The Fletcher Family

2008, Inductee

The Fletchers are recorded as living in Glengarry as early as 1822. They were associated with the performance and promotion of Celtic Music and its tradition in Glengarry from this time to well into the sixties when the last of the family members, Norman, left the family farm in Dunvegan. Beyond that, the descendants have taken the Celtic tradition and promoted the name of Glengarry to many points in Canada and the US. They did this by (in their various new locations) joining pipe bands, choirs, playing various musical instruments for local functions and for a period they had a TV program called Be Our Guest out of London, Ontario.

The Fletchers, being early settlers in the area, brought with them the gift of music. They taught their family and promoted the Celtic tradition in the community one generation after another in order to provide music from their homeland to their eager listeners. Duncan alone had twelve children, all of whom were musically inclined.

The Fletchers gave freely of their time by performing at any gathering of the day as well as in their home from the early 1800s to the early 1960s. For over fifty years, both second and third generations formed bands that entertained and became a household names in Glengarry and beyond, including points in the US. They inspired and encouraged many a Glengarry youngster or family to try their hand at music.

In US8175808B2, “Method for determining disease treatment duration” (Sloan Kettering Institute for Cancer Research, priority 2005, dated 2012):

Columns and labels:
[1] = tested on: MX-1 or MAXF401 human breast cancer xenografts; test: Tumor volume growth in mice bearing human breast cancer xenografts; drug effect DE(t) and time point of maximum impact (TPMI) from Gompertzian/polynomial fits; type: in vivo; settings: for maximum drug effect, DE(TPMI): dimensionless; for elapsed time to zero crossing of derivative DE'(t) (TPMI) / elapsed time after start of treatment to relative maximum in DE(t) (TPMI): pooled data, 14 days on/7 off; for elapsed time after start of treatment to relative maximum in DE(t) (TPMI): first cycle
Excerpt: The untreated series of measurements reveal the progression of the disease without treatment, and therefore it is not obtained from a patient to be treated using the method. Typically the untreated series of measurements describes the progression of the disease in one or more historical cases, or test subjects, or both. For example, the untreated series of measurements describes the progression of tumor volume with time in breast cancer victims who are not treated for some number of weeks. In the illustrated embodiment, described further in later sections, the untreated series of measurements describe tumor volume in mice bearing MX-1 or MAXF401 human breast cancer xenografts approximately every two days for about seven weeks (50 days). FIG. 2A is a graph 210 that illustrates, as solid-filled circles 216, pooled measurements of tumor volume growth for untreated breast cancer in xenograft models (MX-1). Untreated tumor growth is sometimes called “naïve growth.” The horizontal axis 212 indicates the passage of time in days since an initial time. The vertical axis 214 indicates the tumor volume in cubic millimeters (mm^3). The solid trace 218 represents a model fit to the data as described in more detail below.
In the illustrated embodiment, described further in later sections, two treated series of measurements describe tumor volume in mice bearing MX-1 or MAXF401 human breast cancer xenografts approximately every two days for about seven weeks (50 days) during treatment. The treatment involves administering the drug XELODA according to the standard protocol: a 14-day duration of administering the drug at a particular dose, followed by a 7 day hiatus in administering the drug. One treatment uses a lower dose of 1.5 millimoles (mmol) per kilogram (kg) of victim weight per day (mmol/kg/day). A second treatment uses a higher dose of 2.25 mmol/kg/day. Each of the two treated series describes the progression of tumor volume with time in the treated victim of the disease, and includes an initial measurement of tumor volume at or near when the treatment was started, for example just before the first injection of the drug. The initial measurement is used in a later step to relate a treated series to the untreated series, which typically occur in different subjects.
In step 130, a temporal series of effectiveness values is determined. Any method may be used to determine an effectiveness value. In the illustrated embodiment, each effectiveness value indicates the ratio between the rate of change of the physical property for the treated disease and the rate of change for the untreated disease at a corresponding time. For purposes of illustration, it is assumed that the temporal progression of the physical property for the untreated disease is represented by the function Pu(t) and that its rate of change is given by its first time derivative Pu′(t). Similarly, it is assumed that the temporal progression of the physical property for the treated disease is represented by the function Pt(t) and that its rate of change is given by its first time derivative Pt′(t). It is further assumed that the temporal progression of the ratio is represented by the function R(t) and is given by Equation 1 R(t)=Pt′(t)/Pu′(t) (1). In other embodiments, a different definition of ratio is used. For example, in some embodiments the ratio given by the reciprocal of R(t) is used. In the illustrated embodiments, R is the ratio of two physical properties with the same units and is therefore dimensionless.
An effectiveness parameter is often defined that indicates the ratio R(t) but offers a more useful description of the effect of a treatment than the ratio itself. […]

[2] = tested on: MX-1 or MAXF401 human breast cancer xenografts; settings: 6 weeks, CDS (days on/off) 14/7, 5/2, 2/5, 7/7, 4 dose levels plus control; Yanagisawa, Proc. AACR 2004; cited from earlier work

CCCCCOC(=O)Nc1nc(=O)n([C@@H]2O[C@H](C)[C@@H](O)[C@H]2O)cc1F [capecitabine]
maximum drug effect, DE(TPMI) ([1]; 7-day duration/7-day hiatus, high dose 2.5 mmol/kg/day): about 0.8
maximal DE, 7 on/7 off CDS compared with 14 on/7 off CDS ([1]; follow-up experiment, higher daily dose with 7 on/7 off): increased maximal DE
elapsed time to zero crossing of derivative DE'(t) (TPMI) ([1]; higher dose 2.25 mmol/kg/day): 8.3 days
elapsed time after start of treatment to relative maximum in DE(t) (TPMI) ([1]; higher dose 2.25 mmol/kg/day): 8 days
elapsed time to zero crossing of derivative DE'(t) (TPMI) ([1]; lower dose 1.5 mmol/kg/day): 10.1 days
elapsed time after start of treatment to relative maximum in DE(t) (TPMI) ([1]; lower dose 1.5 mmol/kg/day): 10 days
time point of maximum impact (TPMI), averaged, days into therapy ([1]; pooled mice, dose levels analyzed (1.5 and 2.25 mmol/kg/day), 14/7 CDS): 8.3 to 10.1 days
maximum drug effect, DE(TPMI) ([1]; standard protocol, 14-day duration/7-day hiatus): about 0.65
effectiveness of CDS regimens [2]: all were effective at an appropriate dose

The Fletchers are worthy of note because of the length of time they provided music and entertainment in the area (from the late 1800s to the early sixties), the heart and soul that they put into it, and the fact that they formed two bands that entertained in the area; they were a household name for over fifty years. Even though they left Glengarry, the descendants still kept the tradition alive in their respective communities, which includes the Hawkesbury area.

Norman, Duncan & Donald Angus
Norman, Duncan & Donald Angus

The Elder Fletchers

The Fletchers were at one time a very well known and musically talented family in the area. The music tradition started when immigrant first generation Angus came from Lochabar Scotland on May 10, 1802. Violin in tow, he settled in Lochabar on the Ottawa River near Thurso Quebec. It is said that he walked from Montreal to Lochabar, about 75 miles, on trails and later on, when the trails were cleared for horse travel, the Fletchers were the first to own one. Angus’s oldest son Duncan, born in 1804, married Margaret MacLeod daughter of Malcolm Macleod of Glendale Isle of Skye. They are recorded as living in the Dunvegan area around 1822, Lochiel con 9 lot 36 in 1828, Kenyon in 1845 and Maccrimmon 1873 to 1879. Duncan’s eldest son, Angus Fletcher, was born in 1836 and married Margaret Sarah MacQuaig; they settled in the Baltic’s Corners, Kenyon Township area. They lived in various locations throughout Glengarry and finally settled at Dunvegan. After settling, Angus secured work at Bracebridge, Ontario with a logging firm, and a few years later, at a very young age, he met with an untimely death in an Ottawa River logging accident. Sarah was left to raise their six children on her own.

Duncan Fletcher, born in 1869 and his brother, Donald, born in 1866, were the most well known of the clan. Duncan married Catherine MacGillivary in 1893 and produced a family of twelve. Duncan and Donald had two brothers, John and Neil, and two sisters, Angie Jane and Mary Ann; all were musical.

Duncan Fletcher and Catherine MacGillivary
Duncan Fletcher and Catherine MacGillivary